UNIDIR Women in AI Fellowship

UNIDIR’s Women In AI Fellowship (Women.AI) is a capacity-building intervention that endows women diplomats with up-to-the-minute knowledge of the policy, legal and technical aspects of AI, including its gendered implications.  Women.AI Fellows acquire the knowhow, skills and resources required to engage effectively in multilateral AI discussion in the field of international peace and security.

The Women.AI Fellowship comprises a week-long, in-person training programme in Geneva, as well as a series of engagements with relevant experts and stakeholders.

The 2024 Women.AI Fellows come from more than 30 different countries and every region of the world.

The 32 expert, experienced and engaged women diplomats selected as 2024 Women.AI Fellows were drawn from a pool of over 100 applications from 56 countries.

From 27 to 31 May, the 2024 Women.AI programme will provide them with a well-rounded, holistic picture of the AI landscape, built around three key pillars:

  1. Education:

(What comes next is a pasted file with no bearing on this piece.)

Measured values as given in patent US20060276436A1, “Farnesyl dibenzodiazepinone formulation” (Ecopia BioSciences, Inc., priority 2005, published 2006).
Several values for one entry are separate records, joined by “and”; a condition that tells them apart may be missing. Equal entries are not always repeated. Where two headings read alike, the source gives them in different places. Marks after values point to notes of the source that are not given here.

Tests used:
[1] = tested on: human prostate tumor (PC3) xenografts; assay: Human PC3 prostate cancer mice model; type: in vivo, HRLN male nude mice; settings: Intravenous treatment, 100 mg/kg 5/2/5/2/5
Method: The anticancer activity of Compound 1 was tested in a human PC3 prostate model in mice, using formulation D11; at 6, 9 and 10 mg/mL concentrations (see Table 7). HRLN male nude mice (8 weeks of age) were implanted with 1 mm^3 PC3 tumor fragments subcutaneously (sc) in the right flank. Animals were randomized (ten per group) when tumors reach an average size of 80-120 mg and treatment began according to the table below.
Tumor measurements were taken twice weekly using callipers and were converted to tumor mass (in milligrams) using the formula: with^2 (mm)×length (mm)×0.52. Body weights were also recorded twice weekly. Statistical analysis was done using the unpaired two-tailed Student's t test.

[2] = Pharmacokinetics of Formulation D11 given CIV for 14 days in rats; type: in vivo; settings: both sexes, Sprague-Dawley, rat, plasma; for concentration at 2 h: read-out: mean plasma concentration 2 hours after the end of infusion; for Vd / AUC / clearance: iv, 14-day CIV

We provide Fellows with a substantive introduction to AI technology, including its strengths and limitations; an overview of the possible and observed use cases of AI in security applications; related international security concerns surrounding AI; background to and current multilateral discussions around AI policy and governance; and insights into the link between gender and military AI.
  2. Exploration:
    We organize visits to Geneva-based AI labs and other relevant local organizations employing practical AI solutions. This allows Fellows to receive targeted briefings and to gain a better sense of the ecosystems involved in AI design, development, deployment and governance.
  3. Networking:
    We also facilitate Fellows’ interactions with experts and relevant stakeholders to enable the forging of strong connections with the diplomatic community, the private sector and civil society.

The Fellows will leave the programme equipped with the essential knowledge, skills and resources needed to actively engage in multilateral discussions on artificial intelligence, within the field of international peace and security.

This will begin to counter the chronic underrepresentation of women in international security processes, where only one in every three diplomats accredited to arms control, non-proliferation and disarmament forums is a woman.

Ultimately, redressing this imbalance will help to combat stereotypes that devalue women’s expertise and lead to a vicious cycle where perspectives and knowledge of large segments of the population continue to be excluded.

The Women in AI Fellowship would not have been possible without the support of our generous donors to the Gender and Disarmament Programme and the Security and Technology Programme, namely Canada, Germany, Ireland, Italy, the Netherlands, Norway and Switzerland.